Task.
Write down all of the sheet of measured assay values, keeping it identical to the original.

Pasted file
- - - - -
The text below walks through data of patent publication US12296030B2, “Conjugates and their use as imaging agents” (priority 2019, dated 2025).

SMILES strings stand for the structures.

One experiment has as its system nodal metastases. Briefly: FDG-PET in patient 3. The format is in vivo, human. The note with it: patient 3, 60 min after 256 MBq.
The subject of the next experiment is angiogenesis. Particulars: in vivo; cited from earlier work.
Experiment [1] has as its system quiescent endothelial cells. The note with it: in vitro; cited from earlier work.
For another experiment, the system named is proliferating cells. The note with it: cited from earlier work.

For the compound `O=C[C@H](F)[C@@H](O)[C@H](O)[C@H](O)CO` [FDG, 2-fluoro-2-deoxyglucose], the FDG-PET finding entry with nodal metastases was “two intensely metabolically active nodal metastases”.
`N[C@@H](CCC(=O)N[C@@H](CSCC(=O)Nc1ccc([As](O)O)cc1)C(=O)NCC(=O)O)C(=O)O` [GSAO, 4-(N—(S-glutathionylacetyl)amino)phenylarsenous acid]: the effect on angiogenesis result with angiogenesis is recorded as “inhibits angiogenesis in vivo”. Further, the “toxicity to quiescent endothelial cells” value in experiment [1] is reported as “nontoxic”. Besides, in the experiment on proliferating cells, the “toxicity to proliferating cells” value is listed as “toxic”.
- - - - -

The text below walks through data of patent publication US12296030B2, “Conjugates and their use as imaging agents” (priority 2019, dated 2025).

SMILES strings stand for the structures.

One experiment has as its system nodal metastases. Briefly: FDG-PET in patient 3. The format is in vivo, human. The note with it: patient 3, 60 min after 256 MBq.
The subject of the next experiment is angiogenesis. Particulars: in vivo; cited from earlier work.
Experiment [1] has as its system quiescent endothelial cells. The note with it: in vitro; cited from earlier work.
For another experiment, the system named is proliferating cells. The note with it: cited from earlier work.

For the compound `O=C[C@H](F)[C@@H](O)[C@H](O)[C@H](O)CO` [FDG, 2-fluoro-2-deoxyglucose], the FDG-PET finding entry with nodal metastases was “two intensely metabolically active nodal metastases”.
`N[C@@H](CCC(=O)N[C@@H](CSCC(=O)Nc1ccc([As](O)O)cc1)C(=O)NCC(=O)O)C(=O)O` [GSAO, 4-(N—(S-glutathionylacetyl)amino)phenylarsenous acid]: the effect on angiogenesis result with angiogenesis is recorded as “inhibits angiogenesis in vivo”. Further, the “toxicity to quiescent endothelial cells” value in experiment [1] is reported as “nontoxic”. Besides, in the experiment on proliferating cells, the “toxicity to proliferating cells” value is listed as “toxic”.